Jane English is a philosopher who is known for her work on the moral and philosophical aspects of abortion. In her writings, English explores the moral and ethical implications of abortion, and she argues that the decision to have an abortion is a complex one that requires careful consideration of a variety of factors.
One of the main arguments that English makes in favor of abortion is that it can be a necessary means of protecting a woman's autonomy and dignity. English argues that women have the right to control their own bodies and to make decisions about their reproductive health, and that abortion can be a necessary means of exercising this right. She also argues that denying women access to abortion can be a form of oppression and a violation of their human rights.
Another argument that English makes in favor of abortion is that it can be a necessary means of promoting the overall well-being of society. English points out that unintended pregnancies can have negative consequences for both individuals and society as a whole, and that abortion can be a way of avoiding these negative outcomes. For example, English argues that abortion can help to reduce the number of unintended pregnancies and abortions, which can in turn reduce the number of children born into poverty or other difficult circumstances.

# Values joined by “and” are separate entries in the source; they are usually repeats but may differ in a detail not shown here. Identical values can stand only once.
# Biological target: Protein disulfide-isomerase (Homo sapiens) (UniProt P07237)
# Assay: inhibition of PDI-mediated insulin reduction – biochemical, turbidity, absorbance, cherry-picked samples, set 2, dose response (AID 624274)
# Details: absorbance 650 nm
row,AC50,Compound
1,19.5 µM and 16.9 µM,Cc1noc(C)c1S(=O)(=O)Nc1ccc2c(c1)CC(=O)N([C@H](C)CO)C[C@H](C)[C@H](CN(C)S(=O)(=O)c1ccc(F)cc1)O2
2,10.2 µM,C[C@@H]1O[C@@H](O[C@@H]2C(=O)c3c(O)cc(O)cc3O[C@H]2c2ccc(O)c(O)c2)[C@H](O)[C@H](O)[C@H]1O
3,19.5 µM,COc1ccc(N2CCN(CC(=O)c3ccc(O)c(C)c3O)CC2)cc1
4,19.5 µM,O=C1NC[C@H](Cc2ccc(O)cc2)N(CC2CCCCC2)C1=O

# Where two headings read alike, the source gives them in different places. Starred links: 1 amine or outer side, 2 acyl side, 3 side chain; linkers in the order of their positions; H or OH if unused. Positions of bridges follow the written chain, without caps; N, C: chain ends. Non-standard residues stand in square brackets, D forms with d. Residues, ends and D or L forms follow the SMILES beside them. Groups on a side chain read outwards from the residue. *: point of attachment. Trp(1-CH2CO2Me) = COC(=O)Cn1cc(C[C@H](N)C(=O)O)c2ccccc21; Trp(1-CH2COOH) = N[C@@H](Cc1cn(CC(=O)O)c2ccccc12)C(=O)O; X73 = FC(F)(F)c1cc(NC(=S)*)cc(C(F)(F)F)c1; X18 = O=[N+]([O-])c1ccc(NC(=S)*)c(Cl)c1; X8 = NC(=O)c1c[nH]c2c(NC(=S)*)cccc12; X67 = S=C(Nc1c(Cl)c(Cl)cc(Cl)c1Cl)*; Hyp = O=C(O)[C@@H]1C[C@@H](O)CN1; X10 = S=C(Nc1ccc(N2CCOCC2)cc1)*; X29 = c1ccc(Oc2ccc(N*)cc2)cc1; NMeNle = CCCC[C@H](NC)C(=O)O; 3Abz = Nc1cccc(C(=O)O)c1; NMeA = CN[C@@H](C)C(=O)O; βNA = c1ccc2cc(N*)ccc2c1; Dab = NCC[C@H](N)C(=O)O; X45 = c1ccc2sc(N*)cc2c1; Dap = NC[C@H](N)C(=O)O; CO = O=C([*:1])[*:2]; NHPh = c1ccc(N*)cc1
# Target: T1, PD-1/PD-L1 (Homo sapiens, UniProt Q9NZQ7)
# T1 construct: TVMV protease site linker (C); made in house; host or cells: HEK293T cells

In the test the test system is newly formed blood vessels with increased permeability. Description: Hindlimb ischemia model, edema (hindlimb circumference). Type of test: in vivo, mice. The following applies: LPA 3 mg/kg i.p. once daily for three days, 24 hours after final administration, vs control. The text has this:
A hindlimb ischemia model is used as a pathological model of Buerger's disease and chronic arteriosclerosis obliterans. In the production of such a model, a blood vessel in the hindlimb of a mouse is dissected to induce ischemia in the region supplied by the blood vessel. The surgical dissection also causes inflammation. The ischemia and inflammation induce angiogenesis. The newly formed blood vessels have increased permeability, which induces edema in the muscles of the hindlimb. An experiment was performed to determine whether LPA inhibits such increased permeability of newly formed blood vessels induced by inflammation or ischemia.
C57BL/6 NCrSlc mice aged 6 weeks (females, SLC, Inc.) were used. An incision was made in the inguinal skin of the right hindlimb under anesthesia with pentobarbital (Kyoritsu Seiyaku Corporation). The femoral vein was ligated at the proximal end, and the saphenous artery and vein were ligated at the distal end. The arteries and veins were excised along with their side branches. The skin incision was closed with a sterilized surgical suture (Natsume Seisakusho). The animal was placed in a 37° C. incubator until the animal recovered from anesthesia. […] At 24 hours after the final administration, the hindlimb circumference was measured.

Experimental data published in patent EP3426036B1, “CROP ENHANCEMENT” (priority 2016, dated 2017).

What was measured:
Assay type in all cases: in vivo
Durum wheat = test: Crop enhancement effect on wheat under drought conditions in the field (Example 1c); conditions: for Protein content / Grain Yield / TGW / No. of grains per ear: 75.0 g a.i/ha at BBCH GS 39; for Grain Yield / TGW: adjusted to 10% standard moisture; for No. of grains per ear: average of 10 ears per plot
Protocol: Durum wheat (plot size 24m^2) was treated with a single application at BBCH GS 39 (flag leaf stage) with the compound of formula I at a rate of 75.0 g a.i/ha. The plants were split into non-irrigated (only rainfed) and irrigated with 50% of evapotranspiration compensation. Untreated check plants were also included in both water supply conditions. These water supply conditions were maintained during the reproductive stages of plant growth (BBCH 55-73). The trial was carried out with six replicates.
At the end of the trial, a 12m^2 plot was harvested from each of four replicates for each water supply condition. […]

However, English also acknowledges that abortion is a complex and controversial issue, and she acknowledges that there are valid moral and philosophical arguments on both sides of the debate. She argues that the decision to have an abortion should be a personal one that is made after careful consideration of all of the relevant factors.
In conclusion, Jane English's work on abortion highlights the complex and nuanced nature of this issue, and her arguments in favor of abortion are grounded in a commitment to protecting women's autonomy and dignity, as well as promoting the overall well-being of society.